By Maile Sundquist

I asked my mother-in-law what was the one piece of advice she had for me in terms of marriage. She replied,”Don’t have expectations.” Initially I was a bit indignant about what the idea of having no expectation for my marriage or life would imply. However, as I have gotten older, I realize just how important this bit of advice was.

Don’t have expectations? How can we not have expectations of marriage and our spouse?! I am the expectation queen when it comes to myself and my accomplishments, so of course I have expectations for marriage and my spouse! Without expectations we can’t get what we want in life and be satisfied, and grow in our abilities and career right?

It wasn’t until years later, as I lay in bed in emotional anguish, ridden by anxiety, depression, guilt and resentment and frustration at life, my husband and myself, that it hit me. The word of wisdom that Mama Katie shared with me was true, and important! Now there was much more behind my emotional turmoil than having too many expectations, including a bad case of gas, but I realized expectations had played a huge part in why I was emotionally distraught.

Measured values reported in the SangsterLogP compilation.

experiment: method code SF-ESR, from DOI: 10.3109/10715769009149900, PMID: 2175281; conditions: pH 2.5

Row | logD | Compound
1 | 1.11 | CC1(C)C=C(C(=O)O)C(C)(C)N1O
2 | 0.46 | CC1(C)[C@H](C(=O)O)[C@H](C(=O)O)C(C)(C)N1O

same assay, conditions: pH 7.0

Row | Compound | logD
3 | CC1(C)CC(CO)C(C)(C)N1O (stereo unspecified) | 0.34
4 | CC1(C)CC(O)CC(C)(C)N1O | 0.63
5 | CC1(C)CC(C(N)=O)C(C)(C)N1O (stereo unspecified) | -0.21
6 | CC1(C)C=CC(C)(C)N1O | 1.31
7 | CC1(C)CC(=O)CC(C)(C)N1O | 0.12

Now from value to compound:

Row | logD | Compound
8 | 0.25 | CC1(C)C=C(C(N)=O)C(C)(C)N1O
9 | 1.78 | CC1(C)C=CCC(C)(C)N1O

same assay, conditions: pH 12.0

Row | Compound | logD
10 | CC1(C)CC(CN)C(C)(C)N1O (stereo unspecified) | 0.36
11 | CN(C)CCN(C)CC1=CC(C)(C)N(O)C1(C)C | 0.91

I will spare you the boring details, but in short, I had expectations, they were not met for whatever innumerable and probably good reasons, but I placed so much importance on those expectations being met that when they were not, my world was shaken. I complained and nagged and desperately tried to control and micro-manage everything and our house and everyone in it to try to get us back on the track I had expected we would be on, and although my intentions were good, and I wanted what I thought was best for our family, it just made matters worse and tensions higher.